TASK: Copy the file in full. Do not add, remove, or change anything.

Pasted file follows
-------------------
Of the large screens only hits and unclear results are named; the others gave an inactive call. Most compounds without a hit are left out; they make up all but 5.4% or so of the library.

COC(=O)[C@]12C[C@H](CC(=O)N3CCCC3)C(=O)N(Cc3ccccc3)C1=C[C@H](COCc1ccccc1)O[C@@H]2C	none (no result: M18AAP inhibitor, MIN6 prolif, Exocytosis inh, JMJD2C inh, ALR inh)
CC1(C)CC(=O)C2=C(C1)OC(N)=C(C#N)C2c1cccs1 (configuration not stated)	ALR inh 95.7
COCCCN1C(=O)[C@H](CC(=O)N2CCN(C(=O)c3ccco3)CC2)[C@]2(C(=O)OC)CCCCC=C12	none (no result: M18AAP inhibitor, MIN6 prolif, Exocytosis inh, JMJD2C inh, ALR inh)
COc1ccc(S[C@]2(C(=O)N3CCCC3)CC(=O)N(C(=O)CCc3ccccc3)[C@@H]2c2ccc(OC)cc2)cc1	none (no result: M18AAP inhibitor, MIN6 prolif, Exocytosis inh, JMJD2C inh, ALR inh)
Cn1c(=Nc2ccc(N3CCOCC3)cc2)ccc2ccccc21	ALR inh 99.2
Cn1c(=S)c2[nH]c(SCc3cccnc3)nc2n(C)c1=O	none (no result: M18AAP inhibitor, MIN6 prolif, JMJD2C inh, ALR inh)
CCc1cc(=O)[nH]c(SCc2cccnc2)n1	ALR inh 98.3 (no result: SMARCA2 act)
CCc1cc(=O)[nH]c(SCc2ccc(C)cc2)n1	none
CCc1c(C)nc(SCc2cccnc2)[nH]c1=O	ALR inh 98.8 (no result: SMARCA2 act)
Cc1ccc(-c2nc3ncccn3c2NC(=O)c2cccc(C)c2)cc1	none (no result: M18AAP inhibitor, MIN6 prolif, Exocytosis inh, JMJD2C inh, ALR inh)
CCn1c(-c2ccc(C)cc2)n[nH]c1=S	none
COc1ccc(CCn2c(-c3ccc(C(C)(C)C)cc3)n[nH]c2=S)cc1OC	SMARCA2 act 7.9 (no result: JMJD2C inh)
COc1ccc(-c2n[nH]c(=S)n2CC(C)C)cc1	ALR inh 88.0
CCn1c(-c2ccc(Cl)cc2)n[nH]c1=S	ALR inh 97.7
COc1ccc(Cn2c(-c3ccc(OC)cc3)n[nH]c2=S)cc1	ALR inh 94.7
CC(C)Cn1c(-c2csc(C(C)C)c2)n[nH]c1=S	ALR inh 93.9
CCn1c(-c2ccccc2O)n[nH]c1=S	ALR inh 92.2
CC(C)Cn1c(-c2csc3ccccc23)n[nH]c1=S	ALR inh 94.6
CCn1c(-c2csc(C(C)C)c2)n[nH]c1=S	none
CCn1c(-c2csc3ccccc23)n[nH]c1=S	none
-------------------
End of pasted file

Of the large screens only hits and unclear results are named; the others gave an inactive call. Most compounds without a hit are left out; they make up all but 5.4% or so of the library.

COC(=O)[C@]12C[C@H](CC(=O)N3CCCC3)C(=O)N(Cc3ccccc3)C1=C[C@H](COCc1ccccc1)O[C@@H]2C	none (no result: M18AAP inhibitor, MIN6 prolif, Exocytosis inh, JMJD2C inh, ALR inh)
CC1(C)CC(=O)C2=C(C1)OC(N)=C(C#N)C2c1cccs1 (configuration not stated)	ALR inh 95.7
COCCCN1C(=O)[C@H](CC(=O)N2CCN(C(=O)c3ccco3)CC2)[C@]2(C(=O)OC)CCCCC=C12	none (no result: M18AAP inhibitor, MIN6 prolif, Exocytosis inh, JMJD2C inh, ALR inh)
COc1ccc(S[C@]2(C(=O)N3CCCC3)CC(=O)N(C(=O)CCc3ccccc3)[C@@H]2c2ccc(OC)cc2)cc1	none (no result: M18AAP inhibitor, MIN6 prolif, Exocytosis inh, JMJD2C inh, ALR inh)
Cn1c(=Nc2ccc(N3CCOCC3)cc2)ccc2ccccc21	ALR inh 99.2
Cn1c(=S)c2[nH]c(SCc3cccnc3)nc2n(C)c1=O	none (no result: M18AAP inhibitor, MIN6 prolif, JMJD2C inh, ALR inh)
CCc1cc(=O)[nH]c(SCc2cccnc2)n1	ALR inh 98.3 (no result: SMARCA2 act)
CCc1cc(=O)[nH]c(SCc2ccc(C)cc2)n1	none
CCc1c(C)nc(SCc2cccnc2)[nH]c1=O	ALR inh 98.8 (no result: SMARCA2 act)
Cc1ccc(-c2nc3ncccn3c2NC(=O)c2cccc(C)c2)cc1	none (no result: M18AAP inhibitor, MIN6 prolif, Exocytosis inh, JMJD2C inh, ALR inh)
CCn1c(-c2ccc(C)cc2)n[nH]c1=S	none
COc1ccc(CCn2c(-c3ccc(C(C)(C)C)cc3)n[nH]c2=S)cc1OC	SMARCA2 act 7.9 (no result: JMJD2C inh)
COc1ccc(-c2n[nH]c(=S)n2CC(C)C)cc1	ALR inh 88.0
CCn1c(-c2ccc(Cl)cc2)n[nH]c1=S	ALR inh 97.7
COc1ccc(Cn2c(-c3ccc(OC)cc3)n[nH]c2=S)cc1	ALR inh 94.7
CC(C)Cn1c(-c2csc(C(C)C)c2)n[nH]c1=S	ALR inh 93.9
CCn1c(-c2ccccc2O)n[nH]c1=S	ALR inh 92.2
CC(C)Cn1c(-c2csc3ccccc23)n[nH]c1=S	ALR inh 94.6
CCn1c(-c2csc(C(C)C)c2)n[nH]c1=S	none
CCn1c(-c2csc3ccccc23)n[nH]c1=S	none